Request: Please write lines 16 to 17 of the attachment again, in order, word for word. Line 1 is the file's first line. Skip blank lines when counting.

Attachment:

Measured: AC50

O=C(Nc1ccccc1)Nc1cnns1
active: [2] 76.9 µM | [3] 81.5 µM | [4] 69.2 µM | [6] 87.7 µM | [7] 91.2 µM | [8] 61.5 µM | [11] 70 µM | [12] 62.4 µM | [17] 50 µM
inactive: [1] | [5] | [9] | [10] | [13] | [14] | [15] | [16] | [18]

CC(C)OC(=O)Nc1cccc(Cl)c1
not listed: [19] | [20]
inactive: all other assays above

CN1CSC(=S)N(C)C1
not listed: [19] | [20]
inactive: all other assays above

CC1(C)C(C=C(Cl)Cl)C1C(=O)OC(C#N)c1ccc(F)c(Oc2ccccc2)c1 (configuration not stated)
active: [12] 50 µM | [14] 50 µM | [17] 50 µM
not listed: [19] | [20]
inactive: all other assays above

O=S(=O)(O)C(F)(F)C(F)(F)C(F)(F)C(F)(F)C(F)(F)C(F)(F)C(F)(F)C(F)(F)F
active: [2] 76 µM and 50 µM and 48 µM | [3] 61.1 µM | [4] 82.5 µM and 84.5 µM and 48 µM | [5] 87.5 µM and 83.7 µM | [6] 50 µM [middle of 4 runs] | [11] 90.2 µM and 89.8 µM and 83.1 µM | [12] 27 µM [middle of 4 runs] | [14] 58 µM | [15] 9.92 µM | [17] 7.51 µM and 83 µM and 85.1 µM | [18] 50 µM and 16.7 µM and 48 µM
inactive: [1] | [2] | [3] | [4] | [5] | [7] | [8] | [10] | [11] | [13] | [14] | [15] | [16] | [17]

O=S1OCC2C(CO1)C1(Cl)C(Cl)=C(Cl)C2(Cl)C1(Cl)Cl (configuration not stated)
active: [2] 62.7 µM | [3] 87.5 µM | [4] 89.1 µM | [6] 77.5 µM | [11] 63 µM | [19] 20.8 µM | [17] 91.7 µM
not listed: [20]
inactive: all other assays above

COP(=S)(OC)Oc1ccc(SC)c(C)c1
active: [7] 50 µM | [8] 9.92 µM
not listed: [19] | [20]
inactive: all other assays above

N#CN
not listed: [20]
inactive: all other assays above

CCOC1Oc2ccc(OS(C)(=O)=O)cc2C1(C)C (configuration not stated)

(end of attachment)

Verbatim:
active: [2] 76 µM and 50 µM and 48 µM | [3] 61.1 µM | [4] 82.5 µM and 84.5 µM and 48 µM | [5] 87.5 µM and 83.7 µM | [6] 50 µM [middle of 4 runs] | [11] 90.2 µM and 89.8 µM and 83.1 µM | [12] 27 µM [middle of 4 runs] | [14] 58 µM | [15] 9.92 µM | [17] 7.51 µM and 83 µM and 85.1 µM | [18] 50 µM and 16.7 µM and 48 µM
inactive: [1] | [2] | [3] | [4] | [5] | [7] | [8] | [10] | [11] | [13] | [14] | [15] | [16] | [17]